Peat lake/aquatic ecosystem
Lake Waiwhakareke will be managed to recreate and maintain the original aquatic ecosystem of a Waikato peat lake, peat stained and with a low nutrient status.
As with all restoration projects it will be many years before a self sustaining habitat will be developed. Professor Bruce Clarkson of the Centre for Biology and Ecology Research at the University of Waikato believes that the project’s long time horizon will require an intergenerational approach, acknowledging that the work will need to be continued by those who follow.
Establishment into pasture also presents some unique problems and research opportunities. With such a large project it is desirable to minimise the number of repeat visits for maintenance and for establishment of the second generation of species. Accordingly a number of different approaches to initial plant mix and establishment are being trialled. How practical is it to plant shade tolerant canopy species into bare pasture? Will they survive initial exposure and flourish once the initial colonisers are established? The performance of different approaches will be monitored over time and will yield valuable information for this project and others that will follow.
The park is over the road from Hamilton Zoo, which will play an increasing role as the park develops through the re-introduction of suitable bird species and invertebrates, helping to re-build the complexity of a natural eco-system.
The Park will eventually meet the various needs of students, residents and visitors and will have four main roles in conservation, education, passive recreation and scientific research. Proposed developments on site in the future include a visitor centre/café link and conservation education centre with the Hamilton Zoo, construction of a pest proof fence as well as a walkways within the park and a cycleway around the perimeter with both linking to networks in the surrounding residential areas.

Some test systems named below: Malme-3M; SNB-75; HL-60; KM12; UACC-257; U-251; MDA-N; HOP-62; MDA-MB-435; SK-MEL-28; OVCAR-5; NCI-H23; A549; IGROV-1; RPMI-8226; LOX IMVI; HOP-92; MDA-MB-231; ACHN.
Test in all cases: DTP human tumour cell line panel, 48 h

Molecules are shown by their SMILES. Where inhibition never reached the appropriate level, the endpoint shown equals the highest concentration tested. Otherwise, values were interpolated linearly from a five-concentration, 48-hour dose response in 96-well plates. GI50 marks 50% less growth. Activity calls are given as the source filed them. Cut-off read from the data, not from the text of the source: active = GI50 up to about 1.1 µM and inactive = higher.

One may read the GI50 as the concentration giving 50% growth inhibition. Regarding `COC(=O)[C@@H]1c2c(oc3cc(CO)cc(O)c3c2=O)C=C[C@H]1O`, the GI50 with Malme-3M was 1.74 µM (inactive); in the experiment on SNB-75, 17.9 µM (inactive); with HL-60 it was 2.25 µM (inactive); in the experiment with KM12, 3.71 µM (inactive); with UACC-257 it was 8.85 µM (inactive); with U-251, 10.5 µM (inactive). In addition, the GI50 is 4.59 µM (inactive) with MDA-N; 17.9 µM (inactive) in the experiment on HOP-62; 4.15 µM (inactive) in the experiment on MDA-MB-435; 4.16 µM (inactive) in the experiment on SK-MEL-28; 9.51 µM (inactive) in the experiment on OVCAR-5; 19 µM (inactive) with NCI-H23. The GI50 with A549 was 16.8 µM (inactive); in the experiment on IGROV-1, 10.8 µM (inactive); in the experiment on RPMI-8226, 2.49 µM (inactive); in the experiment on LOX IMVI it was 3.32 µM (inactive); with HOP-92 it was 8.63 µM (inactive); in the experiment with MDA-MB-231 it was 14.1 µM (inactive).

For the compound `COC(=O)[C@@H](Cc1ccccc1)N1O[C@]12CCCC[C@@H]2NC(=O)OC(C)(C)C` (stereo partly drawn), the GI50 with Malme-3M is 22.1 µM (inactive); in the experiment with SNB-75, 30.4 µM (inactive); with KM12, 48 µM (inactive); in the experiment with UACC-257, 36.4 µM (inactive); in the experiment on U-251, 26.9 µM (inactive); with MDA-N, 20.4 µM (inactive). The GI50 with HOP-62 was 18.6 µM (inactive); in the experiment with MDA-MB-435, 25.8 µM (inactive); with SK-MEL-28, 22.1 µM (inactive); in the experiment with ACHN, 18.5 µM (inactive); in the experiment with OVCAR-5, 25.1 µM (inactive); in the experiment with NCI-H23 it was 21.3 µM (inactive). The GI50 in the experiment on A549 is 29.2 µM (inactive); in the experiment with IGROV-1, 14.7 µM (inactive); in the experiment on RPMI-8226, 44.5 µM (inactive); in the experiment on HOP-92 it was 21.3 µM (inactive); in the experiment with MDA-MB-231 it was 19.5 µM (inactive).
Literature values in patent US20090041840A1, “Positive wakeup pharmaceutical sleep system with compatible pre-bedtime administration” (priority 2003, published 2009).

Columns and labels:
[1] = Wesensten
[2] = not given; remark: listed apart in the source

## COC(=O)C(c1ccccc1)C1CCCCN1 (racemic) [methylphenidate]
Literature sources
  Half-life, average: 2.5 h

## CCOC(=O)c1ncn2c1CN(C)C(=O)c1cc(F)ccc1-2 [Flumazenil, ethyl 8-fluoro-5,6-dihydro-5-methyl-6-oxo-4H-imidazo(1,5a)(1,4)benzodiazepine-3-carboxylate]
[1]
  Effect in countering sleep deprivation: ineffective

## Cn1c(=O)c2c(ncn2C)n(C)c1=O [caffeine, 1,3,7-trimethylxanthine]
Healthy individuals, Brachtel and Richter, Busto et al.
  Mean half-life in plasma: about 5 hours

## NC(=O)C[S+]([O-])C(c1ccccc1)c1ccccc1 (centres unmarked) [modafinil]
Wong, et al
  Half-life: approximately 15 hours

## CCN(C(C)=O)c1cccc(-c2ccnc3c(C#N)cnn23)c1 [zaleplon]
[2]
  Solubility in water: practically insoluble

Waiwhakareke Natural Heritage Park is a joint partnership between Hamilton City Council, the University of Waikato (particularly the Centre for Biodiversity and Ecology Research), Waikato Institute of Technology (Wintec), Tui2000 and Nga Mana Toopu O Kirikiriroa. Through various groups and forums these partners work together to decide the management and development of the Park. Operational funding comes from Hamilton City Council and in kind from the partners and volunteers. Capital development is funded in part by Hamilton City Council and in part by grants from various sources.
Volunteers are relied upon heavily for the continued growth of the Park, with community planting days held regularly. The partners urge the public to keep an eye out for advertisements promoting these planting days and any other ways they can help to support what will eventually be a community park of great significance.
In May 2009 the Waikato Biodiversity Forum held a meeting regarding the Waiwhakareke Natural Heritage Park. This pulled together biodiversity and restoration specialists, interest groups and members of the public for an interactive, informative and collaborative sharing of ideas based around the core theme of Waiwhakareke Natural Heritage Park. This event promoted Waiwhakareke on a regional scale and helped to generate support and acknowledgement from the wider Waikato community.
There is also a recently formed group ‘Friends of Waiwhakareke’ which is made up of volunteers of all ages who gather at the park on the last Saturday of every month (excluding December) to contribute to maintenance activities such as weeding and planting. To be a part of this group people can check the website of Waiwhakareke Natural Heritage Park or contact Catherine Smith at.